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Northern Sky Lakes Basin Loop

 4.5 (2)

Length


16.9 Miles 27.1 Kilometers


2,290' 698 m

Ascent

-2,286' -697 m

Descent

5%

Avg Grade (3°)

21%

Max Grade (12°)

6,813' 2,077 m

High

5,989' 1,826 m

Low

Shared By Bruce Hope

Conditions


Unknown

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A tour of the northern Sky Lakes Basin past lakes and expansive views.

Bruce Hope

Dogs Leashed

Features Fall Colors · Lake · Swimming · Views · Commonly Backpacked

This trail is enters the Sky Lakes Wilderness and the usual federal wilderness area regulations and restrictions apply here. Practice Leave No Trace (LNT) backcountry skills and ethics. Camp 100 feet from fragile areas; bury human waste at least 200 feet from water, trails, and campsites. This trail is usually closed by snow between November and May.

Overview

This loop takes you past the amazing Puck Lakes, then past the charming Snow Lakes to the Pacific Crest Trail (PCT), then along the PCT with big views in several directions, and then down through the big lakes in the heart of the northern Sky Lakes Area.

Although the Sky Lakes is a popular wilderness, this loop will take you far enough from popular trailheads to afford you some solitude. Water is plentiful, as are campsites. The larger lakes are ideal for swimming.

Need to Know

The Sky Lakes Wilderness is notorious for hoards of mosquitos from June to late August. Fall is an excellent time to visit this area.

Description

This loop starts at the Nannie Creek Trailhead which, at 6,200 feet, is the highest trailhead in the wilderness. There are no amenities or water at this trailhead. From here, the Nannie Creek Trail #3707 climbs, in 1.6 miles, to a saddle and then descends gradually to a junction with the Puck Lakes Spur Trail leading to the largest of the beautiful Puck Lakes. There are ample camping sites around this lake and the smaller one just to the north.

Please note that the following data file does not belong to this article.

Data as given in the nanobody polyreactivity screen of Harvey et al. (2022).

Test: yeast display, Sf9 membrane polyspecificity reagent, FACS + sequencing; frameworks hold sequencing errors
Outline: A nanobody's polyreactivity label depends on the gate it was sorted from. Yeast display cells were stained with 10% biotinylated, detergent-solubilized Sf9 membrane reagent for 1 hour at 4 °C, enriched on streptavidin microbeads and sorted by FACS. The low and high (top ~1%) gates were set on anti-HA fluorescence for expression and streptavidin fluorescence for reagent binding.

From the Puck Lakes Spur Trail, the Nannie Creek Trail #3707 continues descending to a junction with the Snow Lakes Trail #3739 at 4.5 miles from the trailhead. Along the way, you'll pass through an open area covered with plate-like rocks. From here, you have a view south to Pelican Butte, Mount McLoughlin, and Mount Shasta.

Turn right (north) onto the Snow Lakes Trail #3739 and follow it uphill through the forest, past several small, unnamed lakes, to another open area with those plate-like rocks. From here, you'll have a view east to Upper Klamath Lake. Continue on up the #3739 as it levels out on the rim, passes between the Snow Lakes and ends at a junction with the PCT some 6.4 miles from the trailhead. This area was ravaged by the 2014 Camp Creek Complex Fire.

Turn left (south) here on to the PCT and follow it south, with views of Devils Peak to the north, to its junction with the Divide Trail #3717. This junction is where there is an extremely sharp turn in the PCT; so sharp, you might miss it if you're not looking for it.

Turn left (east) here on to the #3717 and follow it down the south slopes of Luther Mountain and out along the rim above Margurette Lake. There are good views along here of the big lakes below and of Klamath Lake to the east. Continue down past Lake No-See-Um to the trails end at its junction with the Sky Lakes Trail #3762 at Margurette Lake, 10.3 miles from the trailhead. The #3762 is coming in from the east here and leaving to the north and its easy to confuse the two and go east instead of north.

Stay on the Sky Lakes Trail #3762 going north, as it starts a gradual climb up past a junction with the Donna Lake Trail #3734, then past Snow Lakes (not the same ones you passed coming in) and Martin Lake to a junction with the Nannie Creek Trail #3707 some 12.3 miles from the trailhead. Turn right (east) here and take the #3707 back past the Puck Lakes Spur Trail to the trailhead. This loop can be done as a long day trip or as a mellow 2- or 3-day backpack.

Flora & Fauna

Many of the nearly 200 lakes in the wilderness are shallow and do not support fish, but the deeper lakes may have some brook trout. A few lakes may have rainbow trout.

History & Background

Beginning several thousand years ago, Native American groups, ancestors of the Klamath and the Takelma people, hunted game and gathered huckleberries in the Sky Lakes Wilderness. However, prehistoric visitors did not spend a significant amount of time in the area due to the short season of mild weather and the limited variety of food plants and animals. Prehistoric stone tools have been found in the wilderness.

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  4.5 from 2 votes

#1943

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  4.5 from 2 votes
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#49

in Oregon

#1,943

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57 Views Last Month
282 Since Dec 13, 2017
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